Japan plans to spend an extra $2.1 billion on missiles, fighter jets and helicopters, an official said Wednesday, as Tokyo looks to boost defence capabilities with concerns growing over a rising China.
The cash injection over the next few months comes on top of regular military spending for 2012-13 and is separate from a request for an increase in the budget for the next fiscal year that policymakers called for on Tuesday.
Japan is involved in a territorial tussle with China over a group of uninhabited islands and nerves have been rattled by an unpredictable North Korea, which sent a rocket over Japan's southern islands last month.
"We will request 180.5 billion yen to be allocated to military spending from a stimulus package," a defence ministry spokesman told AFP, adding that some of the money would be used to buy PAC-3 surface-to-air anti-ballistic missile systems and to modernise four F-15 fighter jets.
The request for funds has to be approved by the finance ministry before being officially included in the stimulus the government is set to announce later this month, reportedly worth 13.1 trillion yen for this fiscal year to March.
The announcement came a day after Prime Minister Shinzo Abe's ruling Liberal Democratic Party said Japan will increase military spending for the first time in 11 years in the next fiscal year starting from April.
Confrontations with China have become commonplace since Tokyo nationalised part of the chain in September, a move it insists amounted to nothing more than a change of ownership of what was already Japanese territory.
But Beijing reacted with fury, with observers saying the riots that erupted across China in the following weeks must have had at least tacit government backing.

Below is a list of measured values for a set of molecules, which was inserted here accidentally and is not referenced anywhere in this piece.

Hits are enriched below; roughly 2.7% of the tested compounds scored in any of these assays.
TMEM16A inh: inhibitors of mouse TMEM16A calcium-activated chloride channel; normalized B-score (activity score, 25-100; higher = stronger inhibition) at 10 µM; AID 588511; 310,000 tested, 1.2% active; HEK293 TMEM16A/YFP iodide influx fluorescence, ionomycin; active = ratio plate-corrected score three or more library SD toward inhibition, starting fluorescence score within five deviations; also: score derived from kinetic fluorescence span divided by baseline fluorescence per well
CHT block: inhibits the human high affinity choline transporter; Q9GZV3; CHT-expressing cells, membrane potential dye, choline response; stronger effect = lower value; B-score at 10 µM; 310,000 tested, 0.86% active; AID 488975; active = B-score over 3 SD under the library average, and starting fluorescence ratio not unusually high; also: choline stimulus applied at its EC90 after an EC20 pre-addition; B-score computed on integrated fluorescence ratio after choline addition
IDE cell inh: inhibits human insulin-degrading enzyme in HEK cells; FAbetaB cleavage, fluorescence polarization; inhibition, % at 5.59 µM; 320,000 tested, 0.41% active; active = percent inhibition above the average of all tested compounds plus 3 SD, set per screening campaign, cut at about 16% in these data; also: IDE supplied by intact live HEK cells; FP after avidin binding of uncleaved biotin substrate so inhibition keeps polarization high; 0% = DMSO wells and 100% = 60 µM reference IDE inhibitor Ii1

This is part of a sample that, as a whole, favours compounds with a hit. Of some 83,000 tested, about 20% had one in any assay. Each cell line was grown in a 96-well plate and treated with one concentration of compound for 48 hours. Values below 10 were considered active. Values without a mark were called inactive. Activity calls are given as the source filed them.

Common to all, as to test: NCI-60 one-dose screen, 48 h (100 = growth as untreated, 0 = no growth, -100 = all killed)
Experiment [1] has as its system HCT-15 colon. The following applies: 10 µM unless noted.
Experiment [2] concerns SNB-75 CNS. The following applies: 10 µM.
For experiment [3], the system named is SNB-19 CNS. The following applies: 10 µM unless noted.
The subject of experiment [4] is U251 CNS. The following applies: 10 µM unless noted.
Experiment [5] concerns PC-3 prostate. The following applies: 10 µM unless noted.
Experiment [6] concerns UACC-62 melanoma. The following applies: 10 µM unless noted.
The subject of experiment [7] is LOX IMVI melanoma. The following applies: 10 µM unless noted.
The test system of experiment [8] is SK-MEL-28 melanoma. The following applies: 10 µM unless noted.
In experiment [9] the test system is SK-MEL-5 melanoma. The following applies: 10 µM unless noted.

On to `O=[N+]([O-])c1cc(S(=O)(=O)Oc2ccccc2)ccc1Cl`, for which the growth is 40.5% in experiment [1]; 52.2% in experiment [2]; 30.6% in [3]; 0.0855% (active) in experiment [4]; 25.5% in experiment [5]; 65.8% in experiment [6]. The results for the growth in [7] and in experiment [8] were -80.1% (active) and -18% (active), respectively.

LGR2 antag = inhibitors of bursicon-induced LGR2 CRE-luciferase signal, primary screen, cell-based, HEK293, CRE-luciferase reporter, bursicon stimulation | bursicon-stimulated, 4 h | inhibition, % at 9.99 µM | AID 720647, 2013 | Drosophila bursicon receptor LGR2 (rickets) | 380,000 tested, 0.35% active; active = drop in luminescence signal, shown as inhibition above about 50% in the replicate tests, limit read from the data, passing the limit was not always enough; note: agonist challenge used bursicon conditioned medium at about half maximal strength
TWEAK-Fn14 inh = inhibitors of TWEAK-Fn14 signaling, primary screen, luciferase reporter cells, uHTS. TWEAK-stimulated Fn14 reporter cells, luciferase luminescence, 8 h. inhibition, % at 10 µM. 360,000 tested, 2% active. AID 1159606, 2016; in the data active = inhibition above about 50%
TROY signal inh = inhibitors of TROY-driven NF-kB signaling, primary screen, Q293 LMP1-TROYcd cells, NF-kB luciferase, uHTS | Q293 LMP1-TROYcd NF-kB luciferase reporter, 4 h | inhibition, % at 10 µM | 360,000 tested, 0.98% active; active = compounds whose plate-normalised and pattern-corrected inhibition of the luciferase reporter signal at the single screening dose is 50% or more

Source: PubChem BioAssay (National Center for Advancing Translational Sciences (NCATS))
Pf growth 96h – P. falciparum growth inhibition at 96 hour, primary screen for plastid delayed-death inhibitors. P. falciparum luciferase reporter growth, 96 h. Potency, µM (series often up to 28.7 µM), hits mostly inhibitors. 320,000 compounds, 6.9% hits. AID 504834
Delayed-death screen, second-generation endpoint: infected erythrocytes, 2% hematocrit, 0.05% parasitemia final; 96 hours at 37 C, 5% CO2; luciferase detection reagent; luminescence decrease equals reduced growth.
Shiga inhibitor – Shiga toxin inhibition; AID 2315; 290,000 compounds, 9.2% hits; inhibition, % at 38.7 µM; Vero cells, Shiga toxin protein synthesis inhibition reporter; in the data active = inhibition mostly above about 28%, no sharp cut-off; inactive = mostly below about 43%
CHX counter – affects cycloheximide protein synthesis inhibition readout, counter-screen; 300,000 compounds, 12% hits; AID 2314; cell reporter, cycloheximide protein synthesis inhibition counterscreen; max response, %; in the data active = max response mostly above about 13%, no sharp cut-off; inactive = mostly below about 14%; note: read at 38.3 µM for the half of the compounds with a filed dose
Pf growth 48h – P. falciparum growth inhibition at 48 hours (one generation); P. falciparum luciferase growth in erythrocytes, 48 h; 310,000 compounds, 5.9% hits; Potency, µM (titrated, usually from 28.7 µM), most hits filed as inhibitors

Beijing has sent vessels to the area dozens of times since -- most recently on Monday -- and late last year dispatched a plane in what was the first ever intrusion into Japanese airspace by China.
"Out of 180.5 billion yen, the defence ministry plans to use 60.5 billion yen to prepare for the changing security environment surrounding Japan," the spokesman said.
The remainder of the cash is expected to be used for hardware updates of existing equipment.
The defence ministry wants to purchase three SH-60K patrol helicopters and to add a battery for an intermediate-range ballistic missile system, he said.
"We need to update our equipment as the security environment surrounding Japan is becoming harsher as North Korea has test-launched missiles twice in the last year and tensions with China continue," he said.
Under usual precedent, 70-80 percent of a defence order must be spent with domestic firms, although this is not a legal requirement, he said.
The conservative Sankei Shimbun reported Wednesday that the number of Chinese military planes nearing Japanese territory had increased since Japan nationalised the disputed islands.
The paper claimed Japan's air force had scrambled fighter jets to intercept Chinese military aircraft numerous times over the past few months and had begun studying the possibility of allowing its air force to fire warning shots.
Defence officials said they could not immediately confirm the report, but a spokesman said "it is extremely rare for Japan's defence forces to fire a warning shot against a foreign military force."
F-15s were sent airborne to head off Chinese state-owned -- but not military -- planes four times in December, including the occasion when Japanese airspace was breached, the defence ministry has said.
They were also mobilised once last week, it said.
On Tuesday, Tokyo summoned the Chinese ambassador for the first time under the new nationalist government to "strongly protest" against the presence of official ships in waters around disputed islands.
by Kyoko Hasegawa Â© 2013 AFP
Date: Jan 9, 2013